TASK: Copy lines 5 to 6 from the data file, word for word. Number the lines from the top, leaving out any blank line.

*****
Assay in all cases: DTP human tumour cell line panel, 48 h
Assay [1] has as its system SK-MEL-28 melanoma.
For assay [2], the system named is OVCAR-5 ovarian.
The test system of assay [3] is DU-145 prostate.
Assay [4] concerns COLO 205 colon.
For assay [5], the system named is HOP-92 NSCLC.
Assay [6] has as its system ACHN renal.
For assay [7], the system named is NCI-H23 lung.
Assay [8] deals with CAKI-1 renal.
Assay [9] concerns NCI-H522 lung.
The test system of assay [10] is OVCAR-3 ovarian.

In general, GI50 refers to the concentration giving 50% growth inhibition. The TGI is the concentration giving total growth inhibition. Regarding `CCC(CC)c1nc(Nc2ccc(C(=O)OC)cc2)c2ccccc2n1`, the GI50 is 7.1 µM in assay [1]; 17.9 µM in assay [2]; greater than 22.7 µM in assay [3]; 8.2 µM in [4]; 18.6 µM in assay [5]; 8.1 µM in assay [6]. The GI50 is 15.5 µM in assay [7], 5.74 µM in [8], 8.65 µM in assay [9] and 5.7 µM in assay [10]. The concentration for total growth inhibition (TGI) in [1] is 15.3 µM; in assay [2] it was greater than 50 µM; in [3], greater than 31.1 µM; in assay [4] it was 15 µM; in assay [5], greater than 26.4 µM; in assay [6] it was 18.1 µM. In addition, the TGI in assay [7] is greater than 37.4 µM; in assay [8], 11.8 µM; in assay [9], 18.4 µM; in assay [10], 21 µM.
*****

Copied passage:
Assay [4] concerns COLO 205 colon.
For assay [5], the system named is HOP-92 NSCLC.